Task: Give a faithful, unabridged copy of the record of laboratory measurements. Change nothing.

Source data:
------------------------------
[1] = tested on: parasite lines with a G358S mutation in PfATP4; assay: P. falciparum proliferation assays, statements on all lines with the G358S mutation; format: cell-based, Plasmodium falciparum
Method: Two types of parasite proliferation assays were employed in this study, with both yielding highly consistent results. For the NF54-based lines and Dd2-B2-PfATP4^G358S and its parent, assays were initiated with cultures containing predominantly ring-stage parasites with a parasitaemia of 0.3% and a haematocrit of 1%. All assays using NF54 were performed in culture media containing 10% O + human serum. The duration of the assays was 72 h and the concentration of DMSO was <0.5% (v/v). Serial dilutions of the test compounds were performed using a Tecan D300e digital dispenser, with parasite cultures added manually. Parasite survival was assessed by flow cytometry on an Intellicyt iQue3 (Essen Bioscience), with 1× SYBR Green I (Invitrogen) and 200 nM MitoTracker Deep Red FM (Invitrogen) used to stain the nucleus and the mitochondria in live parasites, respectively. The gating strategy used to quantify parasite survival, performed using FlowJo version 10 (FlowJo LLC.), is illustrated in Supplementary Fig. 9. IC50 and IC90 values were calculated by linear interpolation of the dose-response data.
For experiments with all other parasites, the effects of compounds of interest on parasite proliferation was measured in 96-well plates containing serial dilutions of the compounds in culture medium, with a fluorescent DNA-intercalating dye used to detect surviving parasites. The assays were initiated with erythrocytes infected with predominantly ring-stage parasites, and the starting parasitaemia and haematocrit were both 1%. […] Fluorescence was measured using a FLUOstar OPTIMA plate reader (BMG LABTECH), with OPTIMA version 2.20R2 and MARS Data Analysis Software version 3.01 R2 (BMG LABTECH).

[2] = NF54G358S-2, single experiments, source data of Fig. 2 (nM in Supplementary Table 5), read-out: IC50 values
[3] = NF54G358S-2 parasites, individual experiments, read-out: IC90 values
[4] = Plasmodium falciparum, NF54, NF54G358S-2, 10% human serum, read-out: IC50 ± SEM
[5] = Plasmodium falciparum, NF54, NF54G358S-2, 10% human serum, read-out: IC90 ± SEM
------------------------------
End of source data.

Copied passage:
[1] = tested on: parasite lines with a G358S mutation in PfATP4; assay: P. falciparum proliferation assays, statements on all lines with the G358S mutation; format: cell-based, Plasmodium falciparum
Method: Two types of parasite proliferation assays were employed in this study, with both yielding highly consistent results. For the NF54-based lines and Dd2-B2-PfATP4^G358S and its parent, assays were initiated with cultures containing predominantly ring-stage parasites with a parasitaemia of 0.3% and a haematocrit of 1%. All assays using NF54 were performed in culture media containing 10% O + human serum. The duration of the assays was 72 h and the concentration of DMSO was <0.5% (v/v). Serial dilutions of the test compounds were performed using a Tecan D300e digital dispenser, with parasite cultures added manually. Parasite survival was assessed by flow cytometry on an Intellicyt iQue3 (Essen Bioscience), with 1× SYBR Green I (Invitrogen) and 200 nM MitoTracker Deep Red FM (Invitrogen) used to stain the nucleus and the mitochondria in live parasites, respectively. The gating strategy used to quantify parasite survival, performed using FlowJo version 10 (FlowJo LLC.), is illustrated in Supplementary Fig. 9. IC50 and IC90 values were calculated by linear interpolation of the dose-response data.
For experiments with all other parasites, the effects of compounds of interest on parasite proliferation was measured in 96-well plates containing serial dilutions of the compounds in culture medium, with a fluorescent DNA-intercalating dye used to detect surviving parasites. The assays were initiated with erythrocytes infected with predominantly ring-stage parasites, and the starting parasitaemia and haematocrit were both 1%. […] Fluorescence was measured using a FLUOstar OPTIMA plate reader (BMG LABTECH), with OPTIMA version 2.20R2 and MARS Data Analysis Software version 3.01 R2 (BMG LABTECH).

[2] = NF54G358S-2, single experiments, source data of Fig. 2 (nM in Supplementary Table 5), read-out: IC50 values
[3] = NF54G358S-2 parasites, individual experiments, read-out: IC90 values
[4] = Plasmodium falciparum, NF54, NF54G358S-2, 10% human serum, read-out: IC50 ± SEM
[5] = Plasmodium falciparum, NF54, NF54G358S-2, 10% human serum, read-out: IC90 ± SEM